After a short press, you'll see atmospheric pressure and elevation, and your compass position. There are also shortcuts for a stopwatch and for a flashlight. The flashlight app lets you control brightness and blinking, and also has modes to keep the screen on, and to flash out morse code -- it'll even translate your commands into the right sequence.
Slightly customizable, you can easily add other shortcuts into the Activity Zone menu, say S Health or RunKeeper, and call them up with a press of the button and a couple of taps.
Here's the thing, though: If you skip into the settings, you can turn the Active key into a shortcut for almost any app, exercise-related or not.
The only drawback to this Active Key is that it won't work when the screen is locked, which makes it a little less convenient when you're trying to take photos one-handed, like I did a number of times during testing.
Stellar camera and video, reliable performance
Just like the Galaxy S5, the S5 Active has a terrific 16-megapixel camera stuffed with modes and filters, and a video recorder that can shoot UHD video, up to 2160p (though 1080p is still the default). The 2.1-megapixel front-facing camera is also reliable for selfies, and applies a Beauty Face mask by default (though you can adjust it) or turn off the forced airbrushing entirely.
The 2.5GHz quad-core Qualcomm Snapdragon 801 processor is blazing fast and supports rich gaming. Meanwhile, the S5 Active's 2,800mAh battery workhorse keeps ticking hours long, a little over 15 of them in CNET's video runtime test.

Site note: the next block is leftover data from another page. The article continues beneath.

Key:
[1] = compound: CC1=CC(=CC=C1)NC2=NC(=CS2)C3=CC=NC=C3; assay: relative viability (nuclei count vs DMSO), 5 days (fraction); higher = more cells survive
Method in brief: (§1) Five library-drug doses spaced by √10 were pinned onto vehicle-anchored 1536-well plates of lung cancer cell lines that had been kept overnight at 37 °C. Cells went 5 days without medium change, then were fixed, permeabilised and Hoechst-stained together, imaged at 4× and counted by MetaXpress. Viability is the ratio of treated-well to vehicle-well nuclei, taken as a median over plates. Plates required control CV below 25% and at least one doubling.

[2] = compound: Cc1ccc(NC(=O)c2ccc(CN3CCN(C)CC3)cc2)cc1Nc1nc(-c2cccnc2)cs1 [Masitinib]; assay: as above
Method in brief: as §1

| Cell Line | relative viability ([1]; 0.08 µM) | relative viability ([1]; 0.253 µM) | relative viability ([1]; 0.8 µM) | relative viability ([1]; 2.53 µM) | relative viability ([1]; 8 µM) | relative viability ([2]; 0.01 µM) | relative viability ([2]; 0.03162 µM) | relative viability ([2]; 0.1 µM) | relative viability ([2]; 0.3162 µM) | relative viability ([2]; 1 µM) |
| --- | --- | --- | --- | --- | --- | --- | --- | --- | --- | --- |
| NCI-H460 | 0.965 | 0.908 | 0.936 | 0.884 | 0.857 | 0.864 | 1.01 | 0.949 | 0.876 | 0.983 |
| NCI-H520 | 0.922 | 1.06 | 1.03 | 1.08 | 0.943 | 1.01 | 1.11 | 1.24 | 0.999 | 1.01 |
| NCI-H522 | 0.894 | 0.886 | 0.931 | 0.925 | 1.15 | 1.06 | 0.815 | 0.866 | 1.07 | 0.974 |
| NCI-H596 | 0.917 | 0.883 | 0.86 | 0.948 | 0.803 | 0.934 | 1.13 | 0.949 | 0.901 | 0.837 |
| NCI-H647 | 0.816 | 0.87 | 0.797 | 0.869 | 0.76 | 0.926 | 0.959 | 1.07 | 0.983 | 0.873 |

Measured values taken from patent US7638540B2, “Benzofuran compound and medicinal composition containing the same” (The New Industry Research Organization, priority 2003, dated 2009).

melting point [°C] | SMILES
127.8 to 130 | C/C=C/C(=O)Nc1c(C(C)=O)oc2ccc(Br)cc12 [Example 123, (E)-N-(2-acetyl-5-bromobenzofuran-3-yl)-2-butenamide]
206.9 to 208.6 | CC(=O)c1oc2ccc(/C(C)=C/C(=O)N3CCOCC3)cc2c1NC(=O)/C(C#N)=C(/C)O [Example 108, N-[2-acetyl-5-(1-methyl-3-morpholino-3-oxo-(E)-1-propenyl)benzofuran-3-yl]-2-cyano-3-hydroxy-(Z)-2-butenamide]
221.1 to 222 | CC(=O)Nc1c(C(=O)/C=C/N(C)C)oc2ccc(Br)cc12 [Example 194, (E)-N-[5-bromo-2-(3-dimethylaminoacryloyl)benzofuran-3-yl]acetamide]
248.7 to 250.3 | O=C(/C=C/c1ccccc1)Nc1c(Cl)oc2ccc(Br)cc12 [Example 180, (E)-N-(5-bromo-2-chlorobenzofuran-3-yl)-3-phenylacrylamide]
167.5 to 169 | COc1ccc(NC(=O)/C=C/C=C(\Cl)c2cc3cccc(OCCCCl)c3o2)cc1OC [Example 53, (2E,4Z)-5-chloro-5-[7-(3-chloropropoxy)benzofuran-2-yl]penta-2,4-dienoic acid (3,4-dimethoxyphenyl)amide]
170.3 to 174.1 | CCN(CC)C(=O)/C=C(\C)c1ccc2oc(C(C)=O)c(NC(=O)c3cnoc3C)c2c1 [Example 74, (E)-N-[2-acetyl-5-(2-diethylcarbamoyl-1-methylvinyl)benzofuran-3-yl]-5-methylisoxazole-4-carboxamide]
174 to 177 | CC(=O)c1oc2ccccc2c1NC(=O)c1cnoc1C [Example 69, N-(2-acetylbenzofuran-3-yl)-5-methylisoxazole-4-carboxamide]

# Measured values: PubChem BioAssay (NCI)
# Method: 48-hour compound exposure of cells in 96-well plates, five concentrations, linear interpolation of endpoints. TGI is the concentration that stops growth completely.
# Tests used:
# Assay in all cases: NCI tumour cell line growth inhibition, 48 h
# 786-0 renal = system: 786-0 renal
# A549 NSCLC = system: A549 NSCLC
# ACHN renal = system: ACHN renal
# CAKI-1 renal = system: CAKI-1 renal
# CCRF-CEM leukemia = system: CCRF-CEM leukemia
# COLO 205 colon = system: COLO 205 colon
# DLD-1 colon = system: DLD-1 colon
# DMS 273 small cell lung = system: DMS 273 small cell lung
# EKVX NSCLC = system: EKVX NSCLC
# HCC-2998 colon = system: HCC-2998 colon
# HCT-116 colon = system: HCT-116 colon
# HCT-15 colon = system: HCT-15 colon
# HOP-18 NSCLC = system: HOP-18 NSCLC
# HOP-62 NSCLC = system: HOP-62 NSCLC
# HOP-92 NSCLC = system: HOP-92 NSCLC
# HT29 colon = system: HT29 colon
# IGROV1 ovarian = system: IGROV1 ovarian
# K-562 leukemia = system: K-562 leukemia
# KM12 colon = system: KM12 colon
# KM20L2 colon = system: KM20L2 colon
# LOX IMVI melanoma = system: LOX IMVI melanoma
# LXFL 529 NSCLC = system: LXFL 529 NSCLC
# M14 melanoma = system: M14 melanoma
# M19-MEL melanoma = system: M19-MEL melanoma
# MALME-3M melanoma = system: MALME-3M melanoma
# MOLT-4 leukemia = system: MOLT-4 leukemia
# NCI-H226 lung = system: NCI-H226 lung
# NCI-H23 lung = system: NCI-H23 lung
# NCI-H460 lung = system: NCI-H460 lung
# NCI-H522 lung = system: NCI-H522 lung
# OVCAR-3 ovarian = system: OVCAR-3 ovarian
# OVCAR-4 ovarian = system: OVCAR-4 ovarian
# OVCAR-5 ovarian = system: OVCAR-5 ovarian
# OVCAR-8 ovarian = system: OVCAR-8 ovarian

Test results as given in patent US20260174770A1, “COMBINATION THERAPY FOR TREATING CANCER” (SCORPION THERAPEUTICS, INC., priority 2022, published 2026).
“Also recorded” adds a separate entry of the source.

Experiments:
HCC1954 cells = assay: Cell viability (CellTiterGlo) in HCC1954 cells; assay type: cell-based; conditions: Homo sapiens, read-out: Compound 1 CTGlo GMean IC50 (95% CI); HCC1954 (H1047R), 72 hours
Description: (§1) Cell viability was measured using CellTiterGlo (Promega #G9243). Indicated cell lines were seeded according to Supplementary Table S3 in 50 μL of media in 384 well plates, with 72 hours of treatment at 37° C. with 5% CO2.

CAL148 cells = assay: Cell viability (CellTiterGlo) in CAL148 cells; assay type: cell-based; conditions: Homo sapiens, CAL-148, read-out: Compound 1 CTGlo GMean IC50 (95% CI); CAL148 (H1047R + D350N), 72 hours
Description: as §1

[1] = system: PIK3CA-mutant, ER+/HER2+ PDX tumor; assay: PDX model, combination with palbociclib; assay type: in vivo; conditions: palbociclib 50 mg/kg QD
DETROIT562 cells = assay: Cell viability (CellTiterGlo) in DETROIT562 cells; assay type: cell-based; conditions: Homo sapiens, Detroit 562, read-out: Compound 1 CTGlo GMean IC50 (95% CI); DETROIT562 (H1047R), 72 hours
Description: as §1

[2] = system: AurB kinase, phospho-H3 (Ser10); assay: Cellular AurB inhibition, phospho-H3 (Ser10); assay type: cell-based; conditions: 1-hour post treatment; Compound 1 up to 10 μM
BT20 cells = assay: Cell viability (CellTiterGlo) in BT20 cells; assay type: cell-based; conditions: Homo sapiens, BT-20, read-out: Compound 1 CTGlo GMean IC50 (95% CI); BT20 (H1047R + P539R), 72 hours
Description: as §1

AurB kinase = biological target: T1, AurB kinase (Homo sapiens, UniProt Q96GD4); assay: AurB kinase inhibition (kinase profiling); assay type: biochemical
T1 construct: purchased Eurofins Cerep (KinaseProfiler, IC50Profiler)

Again, my full Galaxy S5 review has all the details, and more photos. But here are a few more, taken on the S5 Active, just for fun.
Strong call quality, fast LTE
The S5 Active was a calling champ when I tested it on AT&T's network in San Francisco. Volume came across loudly on the medium-high level, without much background noise, just a tiny bit of uniform softness to keep it from sounding extra sharp. Voices, though, were warm and natural without any muffling.
My calling partner agreed that clarity and quality both soared. He heard a slight distortion that didn't distract from the conversation, and a subtle frying sound of pink noise in the background that halted when I spoke and picked up maybe a half-second later. Overall, though, I sounded strong and natural, though he said he could tell I was calling from a cell phone and not a wired line.
Samsung Galaxy S5 Active call quality test
Speakerphone was also surprisingly good, without any echo or tinniness on my end that usually plagues this feature. Moreover, instead of sounding thin and distant, his voice sounded whole, complete. The phone did buzz in my hand on louder volumes, and clicked at times (like on the "K" in "OK") when my calling partner spoke. Still, speakerphone was strong enough and reliable enough to use for a conference call and for a call in the car. Likewise on his end, my tester agreed that the speakerphone sounded strong and that he only heard normal amounts of echo from my surroundings.
Just how "Active" is it?
The Galaxy S5 Active occupies a weird in-between place. As far as durable phones go, its reinforced corners rate better than average -- the S5 Active was ding-free after a few drops and after I wedged it into some rough tree branches -- but its slippery backing and lack of grippy material are a letdown in the ruggedness department.
As a phone for sports-minded folks, the convenience key that calls up the compass, barometer, and shortcuts to other apps is useful, but not essential. Since you can quickly reassign the button to open any app, it's good for everyone, and certainly not limited to people with active lifestyles.
Last year's Galaxy S4 Active also had the added advantage of being waterproof, dust-proof and shock-proof where the S4 flagship was not, but that isn't the case with the S5 and S5 Active, as both share these traits.
At the end of the day, the S5 Active gives you a few extra benefits without trading away power and performance. For AT&T customers, the fact that it costs the same as the Galaxy S5 boils this decision down to the handset's physical appearance rather than to its capabilities, which are top notch any way you look at it.